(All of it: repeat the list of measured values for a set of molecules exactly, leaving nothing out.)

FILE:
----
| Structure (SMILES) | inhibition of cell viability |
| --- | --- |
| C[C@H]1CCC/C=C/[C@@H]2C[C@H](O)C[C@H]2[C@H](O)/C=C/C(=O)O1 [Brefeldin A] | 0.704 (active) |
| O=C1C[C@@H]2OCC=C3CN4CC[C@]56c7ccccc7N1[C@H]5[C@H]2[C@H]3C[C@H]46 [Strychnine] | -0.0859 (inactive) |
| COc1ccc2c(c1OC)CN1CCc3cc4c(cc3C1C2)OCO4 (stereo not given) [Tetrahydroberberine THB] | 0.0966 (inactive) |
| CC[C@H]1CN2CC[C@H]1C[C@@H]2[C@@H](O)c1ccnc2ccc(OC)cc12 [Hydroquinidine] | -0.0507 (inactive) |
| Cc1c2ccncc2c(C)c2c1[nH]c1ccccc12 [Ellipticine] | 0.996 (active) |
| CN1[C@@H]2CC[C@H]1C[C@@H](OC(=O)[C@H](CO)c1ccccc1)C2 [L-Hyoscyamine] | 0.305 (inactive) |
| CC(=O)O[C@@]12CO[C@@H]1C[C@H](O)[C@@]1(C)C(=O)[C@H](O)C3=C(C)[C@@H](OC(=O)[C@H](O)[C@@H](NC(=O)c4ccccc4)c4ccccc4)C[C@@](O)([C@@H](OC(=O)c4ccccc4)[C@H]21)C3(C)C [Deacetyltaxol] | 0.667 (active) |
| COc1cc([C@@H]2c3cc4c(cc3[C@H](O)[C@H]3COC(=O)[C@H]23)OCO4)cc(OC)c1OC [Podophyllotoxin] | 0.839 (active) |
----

| Structure (SMILES) | inhibition of cell viability |
| --- | --- |
| C[C@H]1CCC/C=C/[C@@H]2C[C@H](O)C[C@H]2[C@H](O)/C=C/C(=O)O1 [Brefeldin A] | 0.704 (active) |
| O=C1C[C@@H]2OCC=C3CN4CC[C@]56c7ccccc7N1[C@H]5[C@H]2[C@H]3C[C@H]46 [Strychnine] | -0.0859 (inactive) |
| COc1ccc2c(c1OC)CN1CCc3cc4c(cc3C1C2)OCO4 (stereo not given) [Tetrahydroberberine THB] | 0.0966 (inactive) |
| CC[C@H]1CN2CC[C@H]1C[C@@H]2[C@@H](O)c1ccnc2ccc(OC)cc12 [Hydroquinidine] | -0.0507 (inactive) |
| Cc1c2ccncc2c(C)c2c1[nH]c1ccccc12 [Ellipticine] | 0.996 (active) |
| CN1[C@@H]2CC[C@H]1C[C@@H](OC(=O)[C@H](CO)c1ccccc1)C2 [L-Hyoscyamine] | 0.305 (inactive) |
| CC(=O)O[C@@]12CO[C@@H]1C[C@H](O)[C@@]1(C)C(=O)[C@H](O)C3=C(C)[C@@H](OC(=O)[C@H](O)[C@@H](NC(=O)c4ccccc4)c4ccccc4)C[C@@](O)([C@@H](OC(=O)c4ccccc4)[C@H]21)C3(C)C [Deacetyltaxol] | 0.667 (active) |
| COc1cc([C@@H]2c3cc4c(cc3[C@H](O)[C@H]3COC(=O)[C@H]23)OCO4)cc(OC)c1OC [Podophyllotoxin] | 0.839 (active) |